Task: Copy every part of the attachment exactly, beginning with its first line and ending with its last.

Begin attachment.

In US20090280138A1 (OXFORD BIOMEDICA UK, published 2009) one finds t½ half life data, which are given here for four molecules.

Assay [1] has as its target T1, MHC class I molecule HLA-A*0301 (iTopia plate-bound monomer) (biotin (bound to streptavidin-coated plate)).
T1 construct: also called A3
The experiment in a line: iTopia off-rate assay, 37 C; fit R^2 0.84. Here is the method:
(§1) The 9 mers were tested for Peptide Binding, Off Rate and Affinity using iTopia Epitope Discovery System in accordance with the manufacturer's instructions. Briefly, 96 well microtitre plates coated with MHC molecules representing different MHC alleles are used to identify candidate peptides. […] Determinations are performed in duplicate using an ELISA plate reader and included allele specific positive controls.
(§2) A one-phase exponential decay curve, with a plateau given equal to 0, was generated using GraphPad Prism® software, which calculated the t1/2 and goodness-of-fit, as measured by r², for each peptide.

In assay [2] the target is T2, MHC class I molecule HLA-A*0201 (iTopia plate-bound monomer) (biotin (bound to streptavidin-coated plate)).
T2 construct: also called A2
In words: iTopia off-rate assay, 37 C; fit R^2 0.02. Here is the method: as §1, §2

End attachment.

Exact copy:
In US20090280138A1 (OXFORD BIOMEDICA UK, published 2009) one finds t½ half life data, which are given here for four molecules.

Assay [1] has as its target T1, MHC class I molecule HLA-A*0301 (iTopia plate-bound monomer) (biotin (bound to streptavidin-coated plate)).
T1 construct: also called A3
The experiment in a line: iTopia off-rate assay, 37 C; fit R^2 0.84. Here is the method:
(§1) The 9 mers were tested for Peptide Binding, Off Rate and Affinity using iTopia Epitope Discovery System in accordance with the manufacturer's instructions. Briefly, 96 well microtitre plates coated with MHC molecules representing different MHC alleles are used to identify candidate peptides. […] Determinations are performed in duplicate using an ELISA plate reader and included allele specific positive controls.
(§2) A one-phase exponential decay curve, with a plateau given equal to 0, was generated using GraphPad Prism® software, which calculated the t1/2 and goodness-of-fit, as measured by r², for each peptide.

In assay [2] the target is T2, MHC class I molecule HLA-A*0201 (iTopia plate-bound monomer) (biotin (bound to streptavidin-coated plate)).
T2 construct: also called A2
In words: iTopia off-rate assay, 37 C; fit R^2 0.02. Here is the method: as §1, §2